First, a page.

It's wonderful being back on the mailing list of R.A.P.. I look forward to it every month. It's kind of a look at who's doing what in the prod. business, and a place where it seems we can brush the ego aside and let it all hang out...so let's hang....
There was at one time a very good and, might I say, educational column on copyright infringement written in series by Flip Michaels. We all remember that one. The letters to the editor were singin' about how we have to police our own industry. Well, how about flippin' on the rollers and light up a few offenders.
I sat down as I do every month and gave The Cassette my undivided attention. Ya know, I like listening to so many ways to create both image and message. It's also a great way to shop for new talent. Let me tell you, there was some real nice work on this month's Cassette [Jan. 1996], including the very good, and some not so good, creative that clearly broke every copyright law in the books and some they haven't gotten around to...and there was a bunch of that. Can you see where this is going?
Like I said, I used to subscribe when I toiled for the radio stations here exclusively. We sent in a spot and you featured it on The Cassette. We were all thrilled and considered it somewhat of an honor to make The Cassette. But why, if we are so interested in creating without infringement, do we honor those who don't give a shit, with a place on the tape, not to mention winning industry awards. Considering the quality of your magazine, and the quality of production being done by so many people in both large and small markets, I have to just sit and scratch my head--"no dandruff present" --and wonder why. Thanks for the vent.
Von Coffman, President
The Spot Seller, Pocatello, Idaho
I share your concerns about people who use material illegally to make their work sound better or win awards. I can't speak for the people in question, but they either purchased the rights to use the material (yea, right), used it without caring about copyright infringement, or simply didn't know it was against the law. Yes, there are still those who think their BMI/ASCAP fees give them the rights. In a perfect world....
Why is this material on The Cassette? Obviously, it would be difficult for us to confirm that every piece of music used in a production was properly licensed before putting it on The Cassette...unless we had some volunteers for the job, and I'm not sure we'd even want to do that. We try not to do too much "judging" of the work that goes on The Cassette. The work is not featured to necessarily "honor" anyone, but to simply enlighten the listener as to what is going on in other studios in other markets. No certificates are given, no awards presented, no calls are made to congratulate anyone for "making it on The Cassette" (with the exception of the March Cassette which features the RAP Awards finalists).
As far as people using unlicensed music to win awards goes, I can only speak for the RAP Awards. As a RAP member, you have the power next month to vote AGAINST anyone you feel is using music improperly.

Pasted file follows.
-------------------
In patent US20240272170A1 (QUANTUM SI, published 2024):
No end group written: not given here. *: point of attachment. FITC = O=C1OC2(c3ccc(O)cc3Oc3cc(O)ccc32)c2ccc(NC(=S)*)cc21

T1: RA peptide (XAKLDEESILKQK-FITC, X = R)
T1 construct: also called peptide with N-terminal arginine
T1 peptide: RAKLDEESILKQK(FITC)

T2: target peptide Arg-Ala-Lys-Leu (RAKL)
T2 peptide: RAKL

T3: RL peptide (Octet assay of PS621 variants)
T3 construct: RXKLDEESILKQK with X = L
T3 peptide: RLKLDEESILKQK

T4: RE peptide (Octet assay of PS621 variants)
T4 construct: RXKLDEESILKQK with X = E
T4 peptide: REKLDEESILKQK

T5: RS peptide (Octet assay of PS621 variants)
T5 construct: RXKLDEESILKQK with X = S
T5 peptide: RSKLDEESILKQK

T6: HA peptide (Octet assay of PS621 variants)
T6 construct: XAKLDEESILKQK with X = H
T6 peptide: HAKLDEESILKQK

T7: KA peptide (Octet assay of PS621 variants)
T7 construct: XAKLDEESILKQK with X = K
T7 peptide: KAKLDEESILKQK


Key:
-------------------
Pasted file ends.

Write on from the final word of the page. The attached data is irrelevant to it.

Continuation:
...I've heard different opinions from different sources on the subject of audio compression. (I'm talking about voice or mike compression here, not music.) One source told me that mike compression did not compound itself. The example used was our station voice. If he added compression when he taped himself, then we add compression in the production studio, and then the audio gets even more compression once it goes through the processing at the transmitter, that the voice wouldn't sound like it had gone through three different stages of compression. The other source said that there absolutely WOULD be a difference. Any comments?
Tuna Jon Rose
An excellent question. Both your sources may be right (don't you hate answers like that?). It depends upon the audio in question. A compressor basically reduces dynamic range by limiting peaks. If your voice track has lots of compression on it to begin with, and it is run through another compressor, further compression would only occur if there are any peaks over the threshold setting. So, you could add more compression each time if each following compressor was set to compress more than the last one. But, it's usually the other way around with voice tracks. The heaviest compression is usually applied first, and the transmitter processing is usually applying the least amount of compression (in order to maintain as much dynamic range as possible while still pushing that 100% modulation mark). So, theoretically, you wouldn't hear any more compression on the voice. That's how it SHOULD work. When you throw sound effects and music into the mix, it becomes more difficult to say what's going to happen. The compressors are going to react to whatever audio crosses the threshold. (Don't some voices just sound great compressed three times?!)